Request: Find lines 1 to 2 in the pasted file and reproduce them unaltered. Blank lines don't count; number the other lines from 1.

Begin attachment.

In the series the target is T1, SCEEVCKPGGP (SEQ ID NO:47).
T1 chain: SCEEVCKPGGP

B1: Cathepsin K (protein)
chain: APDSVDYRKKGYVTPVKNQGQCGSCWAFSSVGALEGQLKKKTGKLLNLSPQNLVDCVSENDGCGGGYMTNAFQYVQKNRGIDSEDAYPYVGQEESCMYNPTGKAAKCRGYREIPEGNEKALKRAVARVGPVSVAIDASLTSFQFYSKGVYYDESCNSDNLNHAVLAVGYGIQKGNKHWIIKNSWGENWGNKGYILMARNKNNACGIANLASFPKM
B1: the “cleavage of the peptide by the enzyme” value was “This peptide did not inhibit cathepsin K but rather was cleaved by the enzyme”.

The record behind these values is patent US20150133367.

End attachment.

In the series the target is T1, SCEEVCKPGGP (SEQ ID NO:47).
T1 chain: SCEEVCKPGGP